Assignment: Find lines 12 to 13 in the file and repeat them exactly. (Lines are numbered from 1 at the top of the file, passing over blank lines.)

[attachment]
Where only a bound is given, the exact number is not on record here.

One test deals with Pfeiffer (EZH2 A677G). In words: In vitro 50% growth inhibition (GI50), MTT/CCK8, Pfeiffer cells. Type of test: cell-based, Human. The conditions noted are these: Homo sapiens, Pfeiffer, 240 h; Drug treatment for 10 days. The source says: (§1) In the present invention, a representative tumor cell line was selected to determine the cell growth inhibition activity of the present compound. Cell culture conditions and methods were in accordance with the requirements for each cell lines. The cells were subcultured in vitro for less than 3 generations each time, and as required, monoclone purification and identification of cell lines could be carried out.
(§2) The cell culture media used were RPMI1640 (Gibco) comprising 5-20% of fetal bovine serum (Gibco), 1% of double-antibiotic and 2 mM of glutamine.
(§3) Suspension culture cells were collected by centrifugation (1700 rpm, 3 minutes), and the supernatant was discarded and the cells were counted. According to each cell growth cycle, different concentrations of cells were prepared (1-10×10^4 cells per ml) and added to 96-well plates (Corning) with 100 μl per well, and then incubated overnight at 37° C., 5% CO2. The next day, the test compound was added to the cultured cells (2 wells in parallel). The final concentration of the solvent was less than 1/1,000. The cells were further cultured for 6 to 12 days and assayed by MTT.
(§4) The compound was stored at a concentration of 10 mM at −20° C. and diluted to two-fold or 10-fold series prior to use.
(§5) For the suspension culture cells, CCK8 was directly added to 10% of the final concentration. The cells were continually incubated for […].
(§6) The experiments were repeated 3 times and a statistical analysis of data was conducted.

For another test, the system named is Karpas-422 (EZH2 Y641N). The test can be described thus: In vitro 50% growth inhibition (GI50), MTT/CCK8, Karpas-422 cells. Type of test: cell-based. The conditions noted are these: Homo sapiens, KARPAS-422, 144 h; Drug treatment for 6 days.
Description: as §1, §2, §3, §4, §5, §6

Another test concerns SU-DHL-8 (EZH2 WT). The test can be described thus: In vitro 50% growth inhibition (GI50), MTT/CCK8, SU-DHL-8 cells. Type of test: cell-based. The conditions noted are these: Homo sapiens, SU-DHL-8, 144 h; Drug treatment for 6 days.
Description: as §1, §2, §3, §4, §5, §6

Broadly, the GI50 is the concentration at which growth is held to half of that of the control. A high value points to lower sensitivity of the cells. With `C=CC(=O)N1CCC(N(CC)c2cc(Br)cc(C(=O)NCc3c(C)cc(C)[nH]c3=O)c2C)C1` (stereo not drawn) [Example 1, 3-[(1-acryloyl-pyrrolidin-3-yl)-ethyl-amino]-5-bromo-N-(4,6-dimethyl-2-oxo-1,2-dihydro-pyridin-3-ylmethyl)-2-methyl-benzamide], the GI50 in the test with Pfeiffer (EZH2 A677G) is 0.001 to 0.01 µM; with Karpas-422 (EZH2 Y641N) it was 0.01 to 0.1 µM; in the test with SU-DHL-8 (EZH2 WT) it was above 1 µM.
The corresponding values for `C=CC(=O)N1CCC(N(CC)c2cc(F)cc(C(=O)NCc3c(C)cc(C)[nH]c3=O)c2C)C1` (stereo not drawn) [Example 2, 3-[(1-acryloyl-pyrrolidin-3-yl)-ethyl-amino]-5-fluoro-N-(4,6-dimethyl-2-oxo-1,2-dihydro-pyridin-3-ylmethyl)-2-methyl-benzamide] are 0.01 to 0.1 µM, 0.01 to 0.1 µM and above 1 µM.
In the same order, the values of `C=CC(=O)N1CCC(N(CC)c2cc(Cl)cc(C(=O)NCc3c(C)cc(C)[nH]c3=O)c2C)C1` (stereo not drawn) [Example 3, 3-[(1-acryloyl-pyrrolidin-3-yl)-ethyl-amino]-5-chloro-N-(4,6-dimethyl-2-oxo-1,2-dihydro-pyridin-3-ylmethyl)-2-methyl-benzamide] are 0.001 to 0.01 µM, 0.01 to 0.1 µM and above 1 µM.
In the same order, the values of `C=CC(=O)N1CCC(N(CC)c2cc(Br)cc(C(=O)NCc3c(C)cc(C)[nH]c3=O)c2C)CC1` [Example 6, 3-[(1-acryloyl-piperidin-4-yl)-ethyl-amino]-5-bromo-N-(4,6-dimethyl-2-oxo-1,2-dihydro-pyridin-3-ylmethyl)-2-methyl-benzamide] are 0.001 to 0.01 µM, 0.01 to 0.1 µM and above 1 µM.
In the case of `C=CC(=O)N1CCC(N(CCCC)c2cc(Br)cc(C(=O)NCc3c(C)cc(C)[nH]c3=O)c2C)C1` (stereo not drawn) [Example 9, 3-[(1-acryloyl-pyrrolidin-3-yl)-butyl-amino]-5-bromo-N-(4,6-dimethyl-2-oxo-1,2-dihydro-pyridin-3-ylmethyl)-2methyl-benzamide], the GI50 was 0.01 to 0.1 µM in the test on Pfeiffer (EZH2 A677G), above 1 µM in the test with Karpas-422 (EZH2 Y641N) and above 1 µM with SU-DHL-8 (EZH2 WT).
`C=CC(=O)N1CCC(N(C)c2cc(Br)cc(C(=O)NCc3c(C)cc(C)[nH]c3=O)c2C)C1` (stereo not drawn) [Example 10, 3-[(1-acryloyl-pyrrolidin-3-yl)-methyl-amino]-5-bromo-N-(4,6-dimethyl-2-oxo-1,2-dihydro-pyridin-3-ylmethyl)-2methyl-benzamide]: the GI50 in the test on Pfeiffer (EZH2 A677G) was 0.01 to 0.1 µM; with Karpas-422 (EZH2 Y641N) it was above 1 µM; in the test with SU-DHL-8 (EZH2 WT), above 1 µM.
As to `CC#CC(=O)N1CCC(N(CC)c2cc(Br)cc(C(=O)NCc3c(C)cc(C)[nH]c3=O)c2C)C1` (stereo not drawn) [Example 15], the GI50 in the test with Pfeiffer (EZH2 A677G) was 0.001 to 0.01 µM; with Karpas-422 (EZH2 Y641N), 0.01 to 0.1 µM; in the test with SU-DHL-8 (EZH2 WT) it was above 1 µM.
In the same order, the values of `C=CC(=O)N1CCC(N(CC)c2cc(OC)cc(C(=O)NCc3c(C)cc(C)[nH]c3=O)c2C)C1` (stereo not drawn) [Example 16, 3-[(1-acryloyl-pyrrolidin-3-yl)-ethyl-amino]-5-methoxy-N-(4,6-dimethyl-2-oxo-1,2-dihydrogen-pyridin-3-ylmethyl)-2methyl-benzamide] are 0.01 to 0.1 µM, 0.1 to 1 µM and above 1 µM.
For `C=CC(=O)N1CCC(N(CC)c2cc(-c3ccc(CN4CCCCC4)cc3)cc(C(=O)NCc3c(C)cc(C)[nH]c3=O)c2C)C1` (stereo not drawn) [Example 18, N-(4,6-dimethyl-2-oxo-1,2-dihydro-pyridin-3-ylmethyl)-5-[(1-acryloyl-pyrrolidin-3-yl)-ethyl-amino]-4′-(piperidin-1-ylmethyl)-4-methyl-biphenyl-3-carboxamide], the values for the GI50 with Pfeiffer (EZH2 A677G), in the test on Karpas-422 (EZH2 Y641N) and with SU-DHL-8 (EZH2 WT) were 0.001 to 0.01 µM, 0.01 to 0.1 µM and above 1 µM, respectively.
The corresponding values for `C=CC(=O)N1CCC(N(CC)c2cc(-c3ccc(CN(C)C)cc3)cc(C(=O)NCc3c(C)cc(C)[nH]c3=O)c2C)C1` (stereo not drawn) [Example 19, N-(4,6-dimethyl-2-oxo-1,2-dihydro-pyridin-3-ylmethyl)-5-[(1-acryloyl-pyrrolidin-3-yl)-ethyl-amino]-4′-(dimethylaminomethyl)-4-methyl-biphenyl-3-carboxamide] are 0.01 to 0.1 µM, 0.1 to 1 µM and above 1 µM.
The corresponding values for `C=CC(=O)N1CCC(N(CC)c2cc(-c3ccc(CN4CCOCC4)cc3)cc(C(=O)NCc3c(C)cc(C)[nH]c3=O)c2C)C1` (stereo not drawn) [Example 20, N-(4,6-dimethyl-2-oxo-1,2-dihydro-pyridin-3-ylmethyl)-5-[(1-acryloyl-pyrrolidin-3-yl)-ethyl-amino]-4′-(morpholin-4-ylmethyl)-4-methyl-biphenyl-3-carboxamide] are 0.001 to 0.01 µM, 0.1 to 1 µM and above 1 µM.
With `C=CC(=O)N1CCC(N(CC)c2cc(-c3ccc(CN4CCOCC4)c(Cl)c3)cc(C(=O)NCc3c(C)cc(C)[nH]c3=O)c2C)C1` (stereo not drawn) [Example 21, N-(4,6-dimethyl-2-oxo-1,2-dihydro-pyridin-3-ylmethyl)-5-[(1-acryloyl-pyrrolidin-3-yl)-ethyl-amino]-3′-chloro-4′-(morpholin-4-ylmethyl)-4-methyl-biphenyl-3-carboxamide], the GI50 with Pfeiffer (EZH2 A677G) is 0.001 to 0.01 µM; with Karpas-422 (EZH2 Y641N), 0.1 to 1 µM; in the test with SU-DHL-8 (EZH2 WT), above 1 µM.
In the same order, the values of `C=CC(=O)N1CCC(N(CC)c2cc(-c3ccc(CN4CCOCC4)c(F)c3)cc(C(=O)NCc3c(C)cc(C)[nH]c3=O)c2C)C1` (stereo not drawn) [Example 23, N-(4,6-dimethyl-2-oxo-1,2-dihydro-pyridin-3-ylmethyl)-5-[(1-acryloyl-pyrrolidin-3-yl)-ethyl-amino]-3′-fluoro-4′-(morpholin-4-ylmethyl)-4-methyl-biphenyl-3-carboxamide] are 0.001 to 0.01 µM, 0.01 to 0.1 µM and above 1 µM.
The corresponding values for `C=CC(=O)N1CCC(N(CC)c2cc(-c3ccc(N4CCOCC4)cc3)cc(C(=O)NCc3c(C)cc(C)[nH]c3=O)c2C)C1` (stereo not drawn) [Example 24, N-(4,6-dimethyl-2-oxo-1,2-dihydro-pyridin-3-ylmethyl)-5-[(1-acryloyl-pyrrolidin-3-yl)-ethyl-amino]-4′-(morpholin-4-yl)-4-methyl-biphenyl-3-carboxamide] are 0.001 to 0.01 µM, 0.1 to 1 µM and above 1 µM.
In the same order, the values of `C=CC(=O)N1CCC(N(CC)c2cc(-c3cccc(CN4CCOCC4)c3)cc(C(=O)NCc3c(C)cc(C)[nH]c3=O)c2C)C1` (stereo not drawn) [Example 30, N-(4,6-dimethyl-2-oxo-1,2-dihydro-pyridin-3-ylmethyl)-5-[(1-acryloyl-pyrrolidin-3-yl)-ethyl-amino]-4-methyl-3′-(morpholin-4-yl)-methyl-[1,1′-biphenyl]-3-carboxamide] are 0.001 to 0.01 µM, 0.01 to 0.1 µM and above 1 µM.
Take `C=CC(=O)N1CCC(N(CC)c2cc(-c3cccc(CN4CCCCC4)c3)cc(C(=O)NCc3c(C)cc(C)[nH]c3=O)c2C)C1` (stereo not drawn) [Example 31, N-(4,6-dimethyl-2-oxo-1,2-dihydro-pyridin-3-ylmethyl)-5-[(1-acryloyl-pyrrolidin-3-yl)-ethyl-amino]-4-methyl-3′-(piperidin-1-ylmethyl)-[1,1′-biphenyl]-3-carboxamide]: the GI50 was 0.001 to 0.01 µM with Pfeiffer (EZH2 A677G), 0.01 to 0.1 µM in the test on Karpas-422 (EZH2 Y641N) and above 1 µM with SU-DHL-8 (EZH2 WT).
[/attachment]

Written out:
Broadly, the GI50 is the concentration at which growth is held to half of that of the control. A high value points to lower sensitivity of the cells. With `C=CC(=O)N1CCC(N(CC)c2cc(Br)cc(C(=O)NCc3c(C)cc(C)[nH]c3=O)c2C)C1` (stereo not drawn) [Example 1, 3-[(1-acryloyl-pyrrolidin-3-yl)-ethyl-amino]-5-bromo-N-(4,6-dimethyl-2-oxo-1,2-dihydro-pyridin-3-ylmethyl)-2-methyl-benzamide], the GI50 in the test with Pfeiffer (EZH2 A677G) is 0.001 to 0.01 µM; with Karpas-422 (EZH2 Y641N) it was 0.01 to 0.1 µM; in the test with SU-DHL-8 (EZH2 WT) it was above 1 µM.
The corresponding values for `C=CC(=O)N1CCC(N(CC)c2cc(F)cc(C(=O)NCc3c(C)cc(C)[nH]c3=O)c2C)C1` (stereo not drawn) [Example 2, 3-[(1-acryloyl-pyrrolidin-3-yl)-ethyl-amino]-5-fluoro-N-(4,6-dimethyl-2-oxo-1,2-dihydro-pyridin-3-ylmethyl)-2-methyl-benzamide] are 0.01 to 0.1 µM, 0.01 to 0.1 µM and above 1 µM.